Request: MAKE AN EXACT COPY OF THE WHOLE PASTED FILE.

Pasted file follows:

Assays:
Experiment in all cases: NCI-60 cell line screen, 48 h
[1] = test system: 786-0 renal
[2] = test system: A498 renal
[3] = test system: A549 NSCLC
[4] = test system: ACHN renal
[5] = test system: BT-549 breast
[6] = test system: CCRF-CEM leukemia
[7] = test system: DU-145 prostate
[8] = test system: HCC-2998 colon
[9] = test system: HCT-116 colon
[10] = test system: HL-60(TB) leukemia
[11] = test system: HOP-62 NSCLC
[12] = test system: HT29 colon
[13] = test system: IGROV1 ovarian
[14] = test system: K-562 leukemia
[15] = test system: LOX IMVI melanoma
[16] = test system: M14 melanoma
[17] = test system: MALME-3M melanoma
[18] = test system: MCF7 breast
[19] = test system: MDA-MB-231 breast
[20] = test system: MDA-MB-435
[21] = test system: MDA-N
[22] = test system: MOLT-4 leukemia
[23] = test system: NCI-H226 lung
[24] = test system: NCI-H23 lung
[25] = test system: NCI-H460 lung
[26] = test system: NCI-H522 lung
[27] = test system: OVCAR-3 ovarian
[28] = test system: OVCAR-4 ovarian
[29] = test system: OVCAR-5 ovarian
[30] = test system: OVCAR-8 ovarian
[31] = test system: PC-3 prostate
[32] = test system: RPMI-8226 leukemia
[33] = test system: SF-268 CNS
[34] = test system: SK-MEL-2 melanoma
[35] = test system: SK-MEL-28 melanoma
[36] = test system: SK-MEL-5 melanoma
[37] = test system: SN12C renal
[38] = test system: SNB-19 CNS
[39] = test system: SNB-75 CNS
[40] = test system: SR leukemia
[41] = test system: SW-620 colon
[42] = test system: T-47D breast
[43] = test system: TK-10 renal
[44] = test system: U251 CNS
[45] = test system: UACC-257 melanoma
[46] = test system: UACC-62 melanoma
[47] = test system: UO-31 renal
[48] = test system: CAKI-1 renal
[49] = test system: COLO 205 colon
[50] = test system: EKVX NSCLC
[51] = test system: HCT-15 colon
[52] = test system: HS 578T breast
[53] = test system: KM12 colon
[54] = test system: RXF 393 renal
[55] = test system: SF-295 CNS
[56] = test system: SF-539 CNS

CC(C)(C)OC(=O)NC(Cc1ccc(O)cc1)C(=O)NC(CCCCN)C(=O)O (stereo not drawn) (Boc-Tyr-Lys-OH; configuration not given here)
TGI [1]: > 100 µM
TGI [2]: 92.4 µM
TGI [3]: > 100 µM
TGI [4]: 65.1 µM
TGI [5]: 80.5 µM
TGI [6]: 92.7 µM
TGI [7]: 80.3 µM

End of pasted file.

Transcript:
Assays:
Experiment in all cases: NCI-60 cell line screen, 48 h
[1] = test system: 786-0 renal
[2] = test system: A498 renal
[3] = test system: A549 NSCLC
[4] = test system: ACHN renal
[5] = test system: BT-549 breast
[6] = test system: CCRF-CEM leukemia
[7] = test system: DU-145 prostate
[8] = test system: HCC-2998 colon
[9] = test system: HCT-116 colon
[10] = test system: HL-60(TB) leukemia
[11] = test system: HOP-62 NSCLC
[12] = test system: HT29 colon
[13] = test system: IGROV1 ovarian
[14] = test system: K-562 leukemia
[15] = test system: LOX IMVI melanoma
[16] = test system: M14 melanoma
[17] = test system: MALME-3M melanoma
[18] = test system: MCF7 breast
[19] = test system: MDA-MB-231 breast
[20] = test system: MDA-MB-435
[21] = test system: MDA-N
[22] = test system: MOLT-4 leukemia
[23] = test system: NCI-H226 lung
[24] = test system: NCI-H23 lung
[25] = test system: NCI-H460 lung
[26] = test system: NCI-H522 lung
[27] = test system: OVCAR-3 ovarian
[28] = test system: OVCAR-4 ovarian
[29] = test system: OVCAR-5 ovarian
[30] = test system: OVCAR-8 ovarian
[31] = test system: PC-3 prostate
[32] = test system: RPMI-8226 leukemia
[33] = test system: SF-268 CNS
[34] = test system: SK-MEL-2 melanoma
[35] = test system: SK-MEL-28 melanoma
[36] = test system: SK-MEL-5 melanoma
[37] = test system: SN12C renal
[38] = test system: SNB-19 CNS
[39] = test system: SNB-75 CNS
[40] = test system: SR leukemia
[41] = test system: SW-620 colon
[42] = test system: T-47D breast
[43] = test system: TK-10 renal
[44] = test system: U251 CNS
[45] = test system: UACC-257 melanoma
[46] = test system: UACC-62 melanoma
[47] = test system: UO-31 renal
[48] = test system: CAKI-1 renal
[49] = test system: COLO 205 colon
[50] = test system: EKVX NSCLC
[51] = test system: HCT-15 colon
[52] = test system: HS 578T breast
[53] = test system: KM12 colon
[54] = test system: RXF 393 renal
[55] = test system: SF-295 CNS
[56] = test system: SF-539 CNS

CC(C)(C)OC(=O)NC(Cc1ccc(O)cc1)C(=O)NC(CCCCN)C(=O)O (stereo not drawn) (Boc-Tyr-Lys-OH; configuration not given here)
TGI [1]: > 100 µM
TGI [2]: 92.4 µM
TGI [3]: > 100 µM
TGI [4]: 65.1 µM
TGI [5]: 80.5 µM
TGI [6]: 92.7 µM
TGI [7]: 80.3 µM